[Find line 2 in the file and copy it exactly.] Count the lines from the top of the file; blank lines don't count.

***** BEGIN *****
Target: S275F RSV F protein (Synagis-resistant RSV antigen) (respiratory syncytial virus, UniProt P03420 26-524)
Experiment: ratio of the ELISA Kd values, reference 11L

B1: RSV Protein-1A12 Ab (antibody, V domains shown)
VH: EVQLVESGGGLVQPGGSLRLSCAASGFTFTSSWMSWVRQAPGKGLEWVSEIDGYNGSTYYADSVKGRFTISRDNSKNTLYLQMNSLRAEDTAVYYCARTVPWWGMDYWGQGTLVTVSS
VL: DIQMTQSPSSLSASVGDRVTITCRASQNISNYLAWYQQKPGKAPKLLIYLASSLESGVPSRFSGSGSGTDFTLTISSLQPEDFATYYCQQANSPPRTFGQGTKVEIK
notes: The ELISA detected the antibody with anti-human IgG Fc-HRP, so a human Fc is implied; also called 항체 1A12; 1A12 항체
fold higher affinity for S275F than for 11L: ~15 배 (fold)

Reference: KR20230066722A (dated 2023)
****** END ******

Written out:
Experiment: ratio of the ELISA Kd values, reference 11L